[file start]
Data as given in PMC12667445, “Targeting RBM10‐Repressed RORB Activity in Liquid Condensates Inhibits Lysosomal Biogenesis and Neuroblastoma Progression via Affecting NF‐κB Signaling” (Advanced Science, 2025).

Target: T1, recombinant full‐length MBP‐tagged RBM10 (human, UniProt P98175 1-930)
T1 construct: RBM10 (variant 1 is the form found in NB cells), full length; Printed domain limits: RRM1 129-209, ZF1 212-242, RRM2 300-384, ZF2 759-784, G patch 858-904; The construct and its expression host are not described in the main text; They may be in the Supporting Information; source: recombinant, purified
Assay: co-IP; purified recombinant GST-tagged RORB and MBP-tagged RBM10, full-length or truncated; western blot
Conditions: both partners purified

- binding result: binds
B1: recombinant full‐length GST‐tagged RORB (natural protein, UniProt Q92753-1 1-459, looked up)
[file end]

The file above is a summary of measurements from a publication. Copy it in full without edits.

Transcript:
Data as given in PMC12667445, “Targeting RBM10‐Repressed RORB Activity in Liquid Condensates Inhibits Lysosomal Biogenesis and Neuroblastoma Progression via Affecting NF‐κB Signaling” (Advanced Science, 2025).

Target: T1, recombinant full‐length MBP‐tagged RBM10 (human, UniProt P98175 1-930)
T1 construct: RBM10 (variant 1 is the form found in NB cells), full length; Printed domain limits: RRM1 129-209, ZF1 212-242, RRM2 300-384, ZF2 759-784, G patch 858-904; The construct and its expression host are not described in the main text; They may be in the Supporting Information; source: recombinant, purified
Assay: co-IP; purified recombinant GST-tagged RORB and MBP-tagged RBM10, full-length or truncated; western blot
Conditions: both partners purified

- binding result: binds
B1: recombinant full‐length GST‐tagged RORB (natural protein, UniProt Q92753-1 1-459, looked up)